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I am currently studying topological insulators and repeatedly found the claim (e.g. here), that the "basic hamiltonian" of a topological system in $d$ spatial dimensions can be written using the elementary representation matrices of a Clifford algebra $$ H(\vec{k}) = \vec{h}(\vec{k}) \cdot \vec{\gamma} = \sum_{i=0}^d h_i(\vec{k}) \gamma_i $$ where the $\gamma_i$ are generators of a Clifford algebra ($\left\{ \gamma_i, \gamma_j \right\} = 2 \delta_{ij}$).

For $d=0$ I understand that the $\gamma_i$ represent the presence / absence of time reversal symmetry $T$ and a particle number symmetry $Q$ and one sets $\gamma_1 = T$ and $\gamma_2 = QT$ and then wants to find another Clifford generator $\gamma_0 = \tilde{H}$, where $\tilde{\cdot}$ denotes spectral flattening. (See Kitaevs Paper on the details)

Now my question is: What happens for $d > 0$? Where do I get the additional $d-1$ generators from? And as a bonus question: What happens to $\gamma_2 = QT$ in the zero-dimensional case?

I guess that somehow the extra clifford generators come from the additional translational symmetries in $d$ space dimensions, but these are symmetries commuting with the hamiltonian instead of anti-commuting.

Edit: If I go to higher spatial dimensions, I get another symmetry that commutes with the hamiltonian, the translation $P_i$ by one unit cell in each spatial direction. If I set a $\gamma_{i+1} = T P_i$ I get another term that anti-commutes with the hamiltonian. But how do I also get it to anti-commute with $T$? Or does it already anti-commute with $T$?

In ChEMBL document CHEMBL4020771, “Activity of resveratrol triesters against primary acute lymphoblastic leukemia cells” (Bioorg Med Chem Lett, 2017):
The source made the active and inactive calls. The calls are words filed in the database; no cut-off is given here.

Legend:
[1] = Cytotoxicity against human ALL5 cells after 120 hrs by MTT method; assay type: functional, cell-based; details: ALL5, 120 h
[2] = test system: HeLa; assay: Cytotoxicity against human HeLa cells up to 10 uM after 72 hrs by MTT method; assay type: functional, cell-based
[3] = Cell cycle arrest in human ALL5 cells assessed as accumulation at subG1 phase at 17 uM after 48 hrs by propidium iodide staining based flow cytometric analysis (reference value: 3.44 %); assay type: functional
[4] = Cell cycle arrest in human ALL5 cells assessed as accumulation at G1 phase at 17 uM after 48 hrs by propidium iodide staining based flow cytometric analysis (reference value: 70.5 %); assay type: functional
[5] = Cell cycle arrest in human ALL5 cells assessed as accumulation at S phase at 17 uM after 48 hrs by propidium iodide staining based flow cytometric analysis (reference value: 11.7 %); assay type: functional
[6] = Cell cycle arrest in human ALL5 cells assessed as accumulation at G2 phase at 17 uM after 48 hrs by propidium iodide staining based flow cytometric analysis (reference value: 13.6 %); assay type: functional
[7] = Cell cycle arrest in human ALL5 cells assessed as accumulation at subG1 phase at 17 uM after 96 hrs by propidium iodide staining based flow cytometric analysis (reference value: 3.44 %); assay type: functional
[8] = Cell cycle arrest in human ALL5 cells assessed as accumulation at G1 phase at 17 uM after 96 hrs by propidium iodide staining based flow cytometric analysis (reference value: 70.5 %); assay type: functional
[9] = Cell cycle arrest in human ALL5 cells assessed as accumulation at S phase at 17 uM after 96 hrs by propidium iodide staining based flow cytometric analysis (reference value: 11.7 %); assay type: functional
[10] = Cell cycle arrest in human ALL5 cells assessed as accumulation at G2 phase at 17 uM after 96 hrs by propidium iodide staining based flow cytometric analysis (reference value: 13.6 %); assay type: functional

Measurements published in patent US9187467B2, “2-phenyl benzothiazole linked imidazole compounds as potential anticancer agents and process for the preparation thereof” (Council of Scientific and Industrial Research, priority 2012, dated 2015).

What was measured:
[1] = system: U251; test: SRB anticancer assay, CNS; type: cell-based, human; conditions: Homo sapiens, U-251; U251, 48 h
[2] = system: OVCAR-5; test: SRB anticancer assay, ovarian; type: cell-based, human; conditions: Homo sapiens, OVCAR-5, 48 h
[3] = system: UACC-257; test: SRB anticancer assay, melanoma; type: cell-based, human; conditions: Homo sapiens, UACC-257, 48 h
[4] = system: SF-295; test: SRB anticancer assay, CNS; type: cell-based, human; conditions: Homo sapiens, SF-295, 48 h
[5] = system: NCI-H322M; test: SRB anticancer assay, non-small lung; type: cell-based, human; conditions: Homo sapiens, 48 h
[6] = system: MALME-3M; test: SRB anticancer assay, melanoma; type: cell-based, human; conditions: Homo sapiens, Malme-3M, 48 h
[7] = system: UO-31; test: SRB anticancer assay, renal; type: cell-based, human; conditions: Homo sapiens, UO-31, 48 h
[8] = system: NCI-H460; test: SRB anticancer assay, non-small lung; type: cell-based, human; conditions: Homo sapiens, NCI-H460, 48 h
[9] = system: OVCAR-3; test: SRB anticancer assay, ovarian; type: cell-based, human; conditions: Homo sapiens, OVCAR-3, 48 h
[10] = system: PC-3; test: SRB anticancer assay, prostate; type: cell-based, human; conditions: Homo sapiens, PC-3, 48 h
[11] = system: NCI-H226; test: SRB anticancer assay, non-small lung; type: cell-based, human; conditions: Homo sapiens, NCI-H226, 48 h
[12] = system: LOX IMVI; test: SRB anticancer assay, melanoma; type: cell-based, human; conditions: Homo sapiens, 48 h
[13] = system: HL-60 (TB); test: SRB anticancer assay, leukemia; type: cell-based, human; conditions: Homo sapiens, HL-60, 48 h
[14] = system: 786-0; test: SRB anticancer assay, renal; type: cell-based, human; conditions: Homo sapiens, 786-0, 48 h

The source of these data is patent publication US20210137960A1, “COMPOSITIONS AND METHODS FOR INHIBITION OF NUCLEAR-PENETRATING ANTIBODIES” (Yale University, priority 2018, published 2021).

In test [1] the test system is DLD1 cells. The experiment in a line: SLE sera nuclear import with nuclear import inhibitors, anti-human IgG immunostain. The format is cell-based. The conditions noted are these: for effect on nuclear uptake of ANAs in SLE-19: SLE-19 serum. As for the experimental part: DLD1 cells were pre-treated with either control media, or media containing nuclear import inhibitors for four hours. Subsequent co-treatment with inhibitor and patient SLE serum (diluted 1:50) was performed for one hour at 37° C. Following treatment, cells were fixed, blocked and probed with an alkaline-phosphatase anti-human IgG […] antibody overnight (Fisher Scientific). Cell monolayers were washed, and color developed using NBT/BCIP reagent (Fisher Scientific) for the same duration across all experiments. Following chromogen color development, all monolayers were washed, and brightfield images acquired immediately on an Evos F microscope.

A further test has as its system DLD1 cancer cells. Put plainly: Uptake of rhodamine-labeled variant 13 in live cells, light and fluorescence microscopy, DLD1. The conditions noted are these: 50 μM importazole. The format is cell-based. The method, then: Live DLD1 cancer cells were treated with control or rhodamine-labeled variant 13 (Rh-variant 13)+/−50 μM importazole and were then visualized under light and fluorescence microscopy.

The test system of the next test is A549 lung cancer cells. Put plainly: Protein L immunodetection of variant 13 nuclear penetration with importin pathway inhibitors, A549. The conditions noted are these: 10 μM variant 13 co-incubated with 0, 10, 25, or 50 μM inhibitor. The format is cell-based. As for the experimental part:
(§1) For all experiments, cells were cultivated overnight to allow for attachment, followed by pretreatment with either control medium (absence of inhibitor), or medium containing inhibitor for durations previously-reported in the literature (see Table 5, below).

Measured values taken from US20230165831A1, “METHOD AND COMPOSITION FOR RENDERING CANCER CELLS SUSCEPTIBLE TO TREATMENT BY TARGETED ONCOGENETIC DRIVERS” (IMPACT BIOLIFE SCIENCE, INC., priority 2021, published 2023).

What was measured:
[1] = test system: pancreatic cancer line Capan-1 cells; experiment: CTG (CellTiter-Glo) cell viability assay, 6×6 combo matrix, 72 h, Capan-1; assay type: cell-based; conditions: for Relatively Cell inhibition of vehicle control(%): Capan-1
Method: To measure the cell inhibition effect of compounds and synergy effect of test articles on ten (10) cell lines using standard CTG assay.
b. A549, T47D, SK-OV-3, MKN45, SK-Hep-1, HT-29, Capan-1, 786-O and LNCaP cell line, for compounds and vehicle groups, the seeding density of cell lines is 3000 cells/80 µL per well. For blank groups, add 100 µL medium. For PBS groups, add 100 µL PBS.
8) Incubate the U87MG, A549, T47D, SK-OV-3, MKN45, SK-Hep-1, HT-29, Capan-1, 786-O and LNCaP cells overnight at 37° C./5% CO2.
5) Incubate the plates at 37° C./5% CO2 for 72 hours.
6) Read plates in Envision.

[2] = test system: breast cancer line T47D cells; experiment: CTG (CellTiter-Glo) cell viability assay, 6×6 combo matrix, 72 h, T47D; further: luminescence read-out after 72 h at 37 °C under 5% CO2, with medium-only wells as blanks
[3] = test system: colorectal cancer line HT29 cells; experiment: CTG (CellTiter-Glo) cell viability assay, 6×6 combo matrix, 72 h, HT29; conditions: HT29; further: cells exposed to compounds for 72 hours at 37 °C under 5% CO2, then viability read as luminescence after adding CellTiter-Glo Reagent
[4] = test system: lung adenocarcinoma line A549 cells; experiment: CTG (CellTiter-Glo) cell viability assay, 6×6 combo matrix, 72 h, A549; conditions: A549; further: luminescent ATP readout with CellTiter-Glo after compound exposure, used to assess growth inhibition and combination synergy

Edit 2: Just figured out, how to extend a Clifford algebra, if I already have an even number of generatrs and a new operator that commutes with all of them and squares to 1.

Assume $\{\gamma_i, \gamma_j\} = 2 \delta_{ij}$ for $i,j=1...2n$. And we also have an operator $g$ s.t. $[g, \gamma_i] = 0$ for $i=1...2n$ and $\gamma^2$. Then we can set $\gamma_{2n+1} = g \gamma_1 \cdots \gamma_{2n}$ and easily verify that

$$ \{\gamma_{2n+1}, \gamma_i\} = g \gamma_1 \cdots \gamma_{2n} \gamma_i + \gamma_i g \gamma_1 \cdots \gamma_{2n}\\ = g \gamma_1 \cdots \gamma_{2n} \gamma_i - g \gamma_1 \cdots \gamma_{2n} \gamma_i = 0 $$

and $\gamma_{2n+1}^2 = \pm 1$ (might need to throw a factor of $i$ in to make this a +, but that doesn't change the general idea). But this only works if the Clifford algebra I start with has an even number of generators.

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